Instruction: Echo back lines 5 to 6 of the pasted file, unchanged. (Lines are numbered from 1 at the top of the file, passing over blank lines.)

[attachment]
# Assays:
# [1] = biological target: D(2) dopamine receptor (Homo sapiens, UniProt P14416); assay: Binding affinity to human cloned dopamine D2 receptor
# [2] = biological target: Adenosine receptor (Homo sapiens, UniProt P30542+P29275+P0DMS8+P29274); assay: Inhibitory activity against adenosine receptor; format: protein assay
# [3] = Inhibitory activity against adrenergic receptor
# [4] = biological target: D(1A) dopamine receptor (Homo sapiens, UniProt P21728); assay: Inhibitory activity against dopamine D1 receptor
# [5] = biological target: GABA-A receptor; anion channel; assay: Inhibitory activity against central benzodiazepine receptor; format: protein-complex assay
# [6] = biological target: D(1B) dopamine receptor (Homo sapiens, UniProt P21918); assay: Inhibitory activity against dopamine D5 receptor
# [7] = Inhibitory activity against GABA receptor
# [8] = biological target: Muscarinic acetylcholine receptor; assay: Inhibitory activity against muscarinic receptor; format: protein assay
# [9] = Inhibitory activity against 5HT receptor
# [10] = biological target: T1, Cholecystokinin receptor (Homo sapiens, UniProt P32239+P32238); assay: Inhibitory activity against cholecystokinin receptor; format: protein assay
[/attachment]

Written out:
# [4] = biological target: D(1A) dopamine receptor (Homo sapiens, UniProt P21728); assay: Inhibitory activity against dopamine D1 receptor
# [5] = biological target: GABA-A receptor; anion channel; assay: Inhibitory activity against central benzodiazepine receptor; format: protein-complex assay